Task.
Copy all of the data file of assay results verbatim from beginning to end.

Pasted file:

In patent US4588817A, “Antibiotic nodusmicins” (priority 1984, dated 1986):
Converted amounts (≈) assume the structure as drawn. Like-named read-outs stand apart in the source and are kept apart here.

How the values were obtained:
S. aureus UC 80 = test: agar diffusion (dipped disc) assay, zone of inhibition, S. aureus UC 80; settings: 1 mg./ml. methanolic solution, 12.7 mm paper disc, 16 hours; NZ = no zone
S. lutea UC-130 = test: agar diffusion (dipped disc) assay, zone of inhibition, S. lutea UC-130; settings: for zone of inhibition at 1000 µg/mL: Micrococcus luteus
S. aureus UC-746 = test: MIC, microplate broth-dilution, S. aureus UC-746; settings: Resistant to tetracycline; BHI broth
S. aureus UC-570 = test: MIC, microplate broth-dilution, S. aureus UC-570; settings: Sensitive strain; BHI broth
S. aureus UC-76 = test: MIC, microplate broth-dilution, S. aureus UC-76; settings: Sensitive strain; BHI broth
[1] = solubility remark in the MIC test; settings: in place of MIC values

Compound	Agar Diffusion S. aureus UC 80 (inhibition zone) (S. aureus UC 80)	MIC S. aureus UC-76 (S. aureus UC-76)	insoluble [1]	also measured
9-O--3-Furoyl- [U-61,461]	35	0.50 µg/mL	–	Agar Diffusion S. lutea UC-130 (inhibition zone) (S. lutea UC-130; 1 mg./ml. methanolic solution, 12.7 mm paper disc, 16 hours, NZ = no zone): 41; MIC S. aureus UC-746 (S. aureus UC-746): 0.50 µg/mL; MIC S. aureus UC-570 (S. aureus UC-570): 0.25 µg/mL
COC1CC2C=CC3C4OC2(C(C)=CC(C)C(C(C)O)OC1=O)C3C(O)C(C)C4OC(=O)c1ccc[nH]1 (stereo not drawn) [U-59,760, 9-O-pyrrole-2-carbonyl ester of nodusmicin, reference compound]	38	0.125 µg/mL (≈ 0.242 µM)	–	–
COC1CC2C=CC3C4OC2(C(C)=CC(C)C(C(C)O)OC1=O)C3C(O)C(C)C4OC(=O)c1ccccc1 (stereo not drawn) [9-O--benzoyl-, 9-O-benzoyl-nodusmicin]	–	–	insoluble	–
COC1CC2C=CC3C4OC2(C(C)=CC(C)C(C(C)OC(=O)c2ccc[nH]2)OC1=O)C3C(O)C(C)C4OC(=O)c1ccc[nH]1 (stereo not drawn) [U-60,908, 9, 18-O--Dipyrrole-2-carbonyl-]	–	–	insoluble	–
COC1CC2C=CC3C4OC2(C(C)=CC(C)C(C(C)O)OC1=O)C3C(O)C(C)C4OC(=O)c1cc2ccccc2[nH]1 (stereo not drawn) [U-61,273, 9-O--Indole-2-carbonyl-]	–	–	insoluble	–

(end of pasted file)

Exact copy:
In patent US4588817A, “Antibiotic nodusmicins” (priority 1984, dated 1986):
Converted amounts (≈) assume the structure as drawn. Like-named read-outs stand apart in the source and are kept apart here.

How the values were obtained:
S. aureus UC 80 = test: agar diffusion (dipped disc) assay, zone of inhibition, S. aureus UC 80; settings: 1 mg./ml. methanolic solution, 12.7 mm paper disc, 16 hours; NZ = no zone
S. lutea UC-130 = test: agar diffusion (dipped disc) assay, zone of inhibition, S. lutea UC-130; settings: for zone of inhibition at 1000 µg/mL: Micrococcus luteus
S. aureus UC-746 = test: MIC, microplate broth-dilution, S. aureus UC-746; settings: Resistant to tetracycline; BHI broth
S. aureus UC-570 = test: MIC, microplate broth-dilution, S. aureus UC-570; settings: Sensitive strain; BHI broth
S. aureus UC-76 = test: MIC, microplate broth-dilution, S. aureus UC-76; settings: Sensitive strain; BHI broth
[1] = solubility remark in the MIC test; settings: in place of MIC values

Compound	Agar Diffusion S. aureus UC 80 (inhibition zone) (S. aureus UC 80)	MIC S. aureus UC-76 (S. aureus UC-76)	insoluble [1]	also measured
9-O--3-Furoyl- [U-61,461]	35	0.50 µg/mL	–	Agar Diffusion S. lutea UC-130 (inhibition zone) (S. lutea UC-130; 1 mg./ml. methanolic solution, 12.7 mm paper disc, 16 hours, NZ = no zone): 41; MIC S. aureus UC-746 (S. aureus UC-746): 0.50 µg/mL; MIC S. aureus UC-570 (S. aureus UC-570): 0.25 µg/mL
COC1CC2C=CC3C4OC2(C(C)=CC(C)C(C(C)O)OC1=O)C3C(O)C(C)C4OC(=O)c1ccc[nH]1 (stereo not drawn) [U-59,760, 9-O-pyrrole-2-carbonyl ester of nodusmicin, reference compound]	38	0.125 µg/mL (≈ 0.242 µM)	–	–
COC1CC2C=CC3C4OC2(C(C)=CC(C)C(C(C)O)OC1=O)C3C(O)C(C)C4OC(=O)c1ccccc1 (stereo not drawn) [9-O--benzoyl-, 9-O-benzoyl-nodusmicin]	–	–	insoluble	–
COC1CC2C=CC3C4OC2(C(C)=CC(C)C(C(C)OC(=O)c2ccc[nH]2)OC1=O)C3C(O)C(C)C4OC(=O)c1ccc[nH]1 (stereo not drawn) [U-60,908, 9, 18-O--Dipyrrole-2-carbonyl-]	–	–	insoluble	–
COC1CC2C=CC3C4OC2(C(C)=CC(C)C(C(C)O)OC1=O)C3C(O)C(C)C4OC(=O)c1cc2ccccc2[nH]1 (stereo not drawn) [U-61,273, 9-O--Indole-2-carbonyl-]	–	–	insoluble	–